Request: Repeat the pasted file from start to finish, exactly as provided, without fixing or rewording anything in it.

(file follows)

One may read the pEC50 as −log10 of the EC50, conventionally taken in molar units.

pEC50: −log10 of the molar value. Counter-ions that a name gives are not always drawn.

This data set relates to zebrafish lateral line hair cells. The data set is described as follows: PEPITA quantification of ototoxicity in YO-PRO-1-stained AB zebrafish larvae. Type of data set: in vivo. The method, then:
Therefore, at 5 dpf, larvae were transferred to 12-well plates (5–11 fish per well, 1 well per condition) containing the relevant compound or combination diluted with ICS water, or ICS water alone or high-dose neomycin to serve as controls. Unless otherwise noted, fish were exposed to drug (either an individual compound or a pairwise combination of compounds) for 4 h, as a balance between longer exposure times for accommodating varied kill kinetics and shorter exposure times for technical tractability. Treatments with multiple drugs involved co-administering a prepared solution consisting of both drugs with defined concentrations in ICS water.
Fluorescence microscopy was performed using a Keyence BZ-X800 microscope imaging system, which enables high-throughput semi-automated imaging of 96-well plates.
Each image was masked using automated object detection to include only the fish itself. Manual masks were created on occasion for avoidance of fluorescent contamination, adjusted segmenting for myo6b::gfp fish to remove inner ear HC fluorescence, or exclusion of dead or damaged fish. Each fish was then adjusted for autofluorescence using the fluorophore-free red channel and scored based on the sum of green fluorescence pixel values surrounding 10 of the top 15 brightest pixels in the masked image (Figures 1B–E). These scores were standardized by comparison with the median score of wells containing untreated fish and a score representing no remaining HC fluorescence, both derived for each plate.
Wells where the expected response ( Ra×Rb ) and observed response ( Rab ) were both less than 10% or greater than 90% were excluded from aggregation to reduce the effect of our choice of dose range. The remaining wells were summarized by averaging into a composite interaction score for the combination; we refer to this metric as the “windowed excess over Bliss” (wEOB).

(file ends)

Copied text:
One may read the pEC50 as −log10 of the EC50, conventionally taken in molar units.

pEC50: −log10 of the molar value. Counter-ions that a name gives are not always drawn.

This data set relates to zebrafish lateral line hair cells. The data set is described as follows: PEPITA quantification of ototoxicity in YO-PRO-1-stained AB zebrafish larvae. Type of data set: in vivo. The method, then:
Therefore, at 5 dpf, larvae were transferred to 12-well plates (5–11 fish per well, 1 well per condition) containing the relevant compound or combination diluted with ICS water, or ICS water alone or high-dose neomycin to serve as controls. Unless otherwise noted, fish were exposed to drug (either an individual compound or a pairwise combination of compounds) for 4 h, as a balance between longer exposure times for accommodating varied kill kinetics and shorter exposure times for technical tractability. Treatments with multiple drugs involved co-administering a prepared solution consisting of both drugs with defined concentrations in ICS water.
Fluorescence microscopy was performed using a Keyence BZ-X800 microscope imaging system, which enables high-throughput semi-automated imaging of 96-well plates.
Each image was masked using automated object detection to include only the fish itself. Manual masks were created on occasion for avoidance of fluorescent contamination, adjusted segmenting for myo6b::gfp fish to remove inner ear HC fluorescence, or exclusion of dead or damaged fish. Each fish was then adjusted for autofluorescence using the fluorophore-free red channel and scored based on the sum of green fluorescence pixel values surrounding 10 of the top 15 brightest pixels in the masked image (Figures 1B–E). These scores were standardized by comparison with the median score of wells containing untreated fish and a score representing no remaining HC fluorescence, both derived for each plate.
Wells where the expected response ( Ra×Rb ) and observed response ( Rab ) were both less than 10% or greater than 90% were excluded from aggregation to reduce the effect of our choice of dose range. The remaining wells were summarized by averaging into a composite interaction score for the combination; we refer to this metric as the “windowed excess over Bliss” (wEOB).